Pevsner & Neave 1995, 365, say 'the chancel arch is Norman too in so far as it is not Victorian.' From the relatively-early nature of the patterns used on the label and capitals, it would have been a round-headed arch, not a precociously-pointed one, so some extra voussoirs would have been needed - if the span is as first built. The manner of restoration makes it hard to distinguish old work from new, so much has been retooled.

There is incised double zigzag at Millington, on the S doorway; and a double zigzag on the S doorway at Lockington where the space between the parallel lines is very slightly rounded as for a chevron roll. Both surviving patterns at Burton Agnes - the upright leaves and the zigzag - are likely to be early 12thc, whereas the period favoured by those who rebuilt the arch pointed and chamfered is about a century later. No close parallels for the motif used on the capitals is known, but presumably it was an upright leaf design, with a short leaf on the ring of the capital and a turned-down tip as seen in Caen, as well as on early sites in England, such as the first piers in the S arcade of Selby Abbey.

N arcade:

'The unmoulded arches have been made pointed later' say Pevsner and Neave. The capitals of the arcade are later than the (original) chancel arch and perhaps it had pointed arches from the start. It recalls the N arcade at Drax which, though still round-headed, has similar squat capitals (including waterleaf) and its arches, though patterned, have a dominant square profile with plain soffits. The S arcade at Spofforth is another late twelfth-century comparison, with plain and square round-headed arches over squat octagonal capitals. Pointed arches were made in our period, for example at Campsall in the crossing.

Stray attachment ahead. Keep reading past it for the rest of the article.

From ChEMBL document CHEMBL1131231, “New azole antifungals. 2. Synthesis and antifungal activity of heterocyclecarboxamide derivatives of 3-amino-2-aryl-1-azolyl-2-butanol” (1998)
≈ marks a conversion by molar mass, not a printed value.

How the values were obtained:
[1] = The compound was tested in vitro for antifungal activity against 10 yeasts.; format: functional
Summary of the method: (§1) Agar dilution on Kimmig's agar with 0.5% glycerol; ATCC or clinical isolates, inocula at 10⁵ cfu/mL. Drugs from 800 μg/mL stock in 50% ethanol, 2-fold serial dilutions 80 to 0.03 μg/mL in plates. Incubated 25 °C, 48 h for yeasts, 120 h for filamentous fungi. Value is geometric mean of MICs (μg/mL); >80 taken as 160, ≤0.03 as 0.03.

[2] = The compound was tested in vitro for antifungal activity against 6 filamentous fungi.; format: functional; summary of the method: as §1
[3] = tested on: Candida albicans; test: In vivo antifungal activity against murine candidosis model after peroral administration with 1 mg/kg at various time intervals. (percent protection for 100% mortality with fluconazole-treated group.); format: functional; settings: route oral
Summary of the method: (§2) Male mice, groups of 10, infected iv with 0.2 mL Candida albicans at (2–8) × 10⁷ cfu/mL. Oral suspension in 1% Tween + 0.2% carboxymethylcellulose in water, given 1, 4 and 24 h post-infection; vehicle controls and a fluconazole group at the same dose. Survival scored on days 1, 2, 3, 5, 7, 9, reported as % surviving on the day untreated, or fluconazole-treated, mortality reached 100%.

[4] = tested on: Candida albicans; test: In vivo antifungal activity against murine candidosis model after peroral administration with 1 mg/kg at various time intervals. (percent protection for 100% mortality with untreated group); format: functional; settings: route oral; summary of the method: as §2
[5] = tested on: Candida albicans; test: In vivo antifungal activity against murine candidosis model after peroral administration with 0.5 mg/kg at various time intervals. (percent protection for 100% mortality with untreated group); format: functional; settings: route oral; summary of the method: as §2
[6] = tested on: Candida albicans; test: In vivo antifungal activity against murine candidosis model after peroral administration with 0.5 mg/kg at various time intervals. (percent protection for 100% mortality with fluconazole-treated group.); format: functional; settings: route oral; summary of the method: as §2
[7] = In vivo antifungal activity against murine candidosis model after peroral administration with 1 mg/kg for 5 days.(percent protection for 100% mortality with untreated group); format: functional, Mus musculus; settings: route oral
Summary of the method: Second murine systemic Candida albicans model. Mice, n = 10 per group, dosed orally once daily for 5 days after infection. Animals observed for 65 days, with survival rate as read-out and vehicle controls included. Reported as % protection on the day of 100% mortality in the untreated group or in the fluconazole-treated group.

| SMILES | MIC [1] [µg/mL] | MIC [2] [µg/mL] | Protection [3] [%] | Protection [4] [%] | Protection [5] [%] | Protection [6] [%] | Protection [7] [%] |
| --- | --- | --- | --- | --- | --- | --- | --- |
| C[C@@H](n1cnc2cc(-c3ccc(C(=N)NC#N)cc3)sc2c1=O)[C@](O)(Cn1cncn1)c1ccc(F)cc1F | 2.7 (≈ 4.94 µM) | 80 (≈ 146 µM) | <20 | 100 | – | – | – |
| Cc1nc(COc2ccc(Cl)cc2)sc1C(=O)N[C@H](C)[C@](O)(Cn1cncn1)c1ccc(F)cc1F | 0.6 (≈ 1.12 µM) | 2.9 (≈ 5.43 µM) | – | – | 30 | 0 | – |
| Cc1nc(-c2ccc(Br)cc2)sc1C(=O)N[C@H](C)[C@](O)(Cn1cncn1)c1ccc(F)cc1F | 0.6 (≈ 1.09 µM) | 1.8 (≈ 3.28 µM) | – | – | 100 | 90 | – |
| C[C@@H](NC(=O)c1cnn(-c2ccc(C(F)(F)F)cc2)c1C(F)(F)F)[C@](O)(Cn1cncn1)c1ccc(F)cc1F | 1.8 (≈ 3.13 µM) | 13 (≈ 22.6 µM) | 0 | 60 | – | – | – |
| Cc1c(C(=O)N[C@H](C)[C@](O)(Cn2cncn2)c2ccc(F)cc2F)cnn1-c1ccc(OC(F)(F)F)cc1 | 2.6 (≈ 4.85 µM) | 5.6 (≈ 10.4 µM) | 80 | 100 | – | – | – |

The multi-scallop form is not common in Yorkshire.


A similarly shallow cutting of an arcade is seen on the font at Norton, but that font, a square basin on four legs, would probably be given a later date than the cylindrical font at Burton Agnes. The design with many narrow repeats of intersecting arcading is comparable to the Wetwang font, but the proportions and handling are different, the form of capital is unusually elaborate at Burton Agnes and there are no semicircles along the bottom at Wetwang. Arcaded fonts are quite common in the Wolds (Wood 2011, 145-6).

The recessed semicircles around the bottom of the cylinder are seen on the font from Auburn now at Wragby. The font base at Barmston has a similar arched pattern, although more developed, and that base seems to be original. The font at Atwick probably had a similar base before the medieval recutting. The font at Cowlam has several semicircles in this position, but there they are a part of the scene of the Virgin and Child and include foliage patterns. The recessed semicircles also recall the pattern used on the S wall corbel table at Millington and on the S doorway there.


R. Wood, "The Augustinians and the Romanesque font from Everingham, East Riding" Y. A. J. 83 (2011), 112-47.

J. E. Morris, The East Riding of Yorkshire. 2nd ed. (1906) 1919.

N. Pevsner and D. Neave, Yorkshire: York and the East Riding, 2nd. ed. London, 1995.

Victoria County History: East Riding of Yorkshire. II (Dickering Wapentake). 1974.